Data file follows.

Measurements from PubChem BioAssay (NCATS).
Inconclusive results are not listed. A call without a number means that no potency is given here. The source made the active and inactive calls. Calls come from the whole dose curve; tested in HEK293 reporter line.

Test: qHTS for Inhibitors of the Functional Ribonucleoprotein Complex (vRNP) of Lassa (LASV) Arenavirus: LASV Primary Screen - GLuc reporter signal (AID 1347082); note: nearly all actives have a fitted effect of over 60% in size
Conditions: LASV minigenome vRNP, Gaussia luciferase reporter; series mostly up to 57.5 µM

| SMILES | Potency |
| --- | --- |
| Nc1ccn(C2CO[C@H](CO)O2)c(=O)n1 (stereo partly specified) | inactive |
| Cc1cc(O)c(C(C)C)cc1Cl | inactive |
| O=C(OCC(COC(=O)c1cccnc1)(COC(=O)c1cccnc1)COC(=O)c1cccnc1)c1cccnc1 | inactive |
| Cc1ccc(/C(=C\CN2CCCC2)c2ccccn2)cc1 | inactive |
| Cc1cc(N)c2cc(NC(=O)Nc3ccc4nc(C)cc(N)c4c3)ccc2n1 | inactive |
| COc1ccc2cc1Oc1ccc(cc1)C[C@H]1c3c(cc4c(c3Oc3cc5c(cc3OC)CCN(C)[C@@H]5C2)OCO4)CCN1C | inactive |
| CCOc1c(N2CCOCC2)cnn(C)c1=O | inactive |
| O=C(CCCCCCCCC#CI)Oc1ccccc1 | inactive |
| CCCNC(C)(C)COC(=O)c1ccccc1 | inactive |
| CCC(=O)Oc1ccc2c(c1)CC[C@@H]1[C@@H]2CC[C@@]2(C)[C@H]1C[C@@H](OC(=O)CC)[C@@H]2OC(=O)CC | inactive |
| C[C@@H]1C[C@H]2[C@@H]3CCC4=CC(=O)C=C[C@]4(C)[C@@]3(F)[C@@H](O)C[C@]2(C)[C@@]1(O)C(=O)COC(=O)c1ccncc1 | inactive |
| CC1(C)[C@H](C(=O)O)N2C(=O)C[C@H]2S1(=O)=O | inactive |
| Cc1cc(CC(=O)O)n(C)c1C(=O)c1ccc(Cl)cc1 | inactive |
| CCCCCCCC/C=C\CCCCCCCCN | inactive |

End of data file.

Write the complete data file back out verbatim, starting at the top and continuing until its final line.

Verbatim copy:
Measurements from PubChem BioAssay (NCATS).
Inconclusive results are not listed. A call without a number means that no potency is given here. The source made the active and inactive calls. Calls come from the whole dose curve; tested in HEK293 reporter line.

Test: qHTS for Inhibitors of the Functional Ribonucleoprotein Complex (vRNP) of Lassa (LASV) Arenavirus: LASV Primary Screen - GLuc reporter signal (AID 1347082); note: nearly all actives have a fitted effect of over 60% in size
Conditions: LASV minigenome vRNP, Gaussia luciferase reporter; series mostly up to 57.5 µM

| SMILES | Potency |
| --- | --- |
| Nc1ccn(C2CO[C@H](CO)O2)c(=O)n1 (stereo partly specified) | inactive |
| Cc1cc(O)c(C(C)C)cc1Cl | inactive |
| O=C(OCC(COC(=O)c1cccnc1)(COC(=O)c1cccnc1)COC(=O)c1cccnc1)c1cccnc1 | inactive |
| Cc1ccc(/C(=C\CN2CCCC2)c2ccccn2)cc1 | inactive |
| Cc1cc(N)c2cc(NC(=O)Nc3ccc4nc(C)cc(N)c4c3)ccc2n1 | inactive |
| COc1ccc2cc1Oc1ccc(cc1)C[C@H]1c3c(cc4c(c3Oc3cc5c(cc3OC)CCN(C)[C@@H]5C2)OCO4)CCN1C | inactive |
| CCOc1c(N2CCOCC2)cnn(C)c1=O | inactive |
| O=C(CCCCCCCCC#CI)Oc1ccccc1 | inactive |
| CCCNC(C)(C)COC(=O)c1ccccc1 | inactive |
| CCC(=O)Oc1ccc2c(c1)CC[C@@H]1[C@@H]2CC[C@@]2(C)[C@H]1C[C@@H](OC(=O)CC)[C@@H]2OC(=O)CC | inactive |
| C[C@@H]1C[C@H]2[C@@H]3CCC4=CC(=O)C=C[C@]4(C)[C@@]3(F)[C@@H](O)C[C@]2(C)[C@@]1(O)C(=O)COC(=O)c1ccncc1 | inactive |
| CC1(C)[C@H](C(=O)O)N2C(=O)C[C@H]2S1(=O)=O | inactive |
| Cc1cc(CC(=O)O)n(C)c1C(=O)c1ccc(Cl)cc1 | inactive |
| CCCCCCCC/C=C\CCCCCCCCN | inactive |